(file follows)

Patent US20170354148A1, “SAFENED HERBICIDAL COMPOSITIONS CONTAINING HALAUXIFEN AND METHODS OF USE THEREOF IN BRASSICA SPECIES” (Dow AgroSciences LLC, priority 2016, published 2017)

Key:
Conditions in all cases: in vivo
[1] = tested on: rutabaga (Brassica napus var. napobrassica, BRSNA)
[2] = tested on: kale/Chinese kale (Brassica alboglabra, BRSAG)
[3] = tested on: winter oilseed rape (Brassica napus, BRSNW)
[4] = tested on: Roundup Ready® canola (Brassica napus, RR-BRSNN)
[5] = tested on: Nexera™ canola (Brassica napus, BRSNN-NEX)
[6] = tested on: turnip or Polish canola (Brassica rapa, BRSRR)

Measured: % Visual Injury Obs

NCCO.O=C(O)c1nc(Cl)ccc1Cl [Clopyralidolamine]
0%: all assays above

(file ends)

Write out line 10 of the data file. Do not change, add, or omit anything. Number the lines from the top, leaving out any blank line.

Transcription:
Measured: % Visual Injury Obs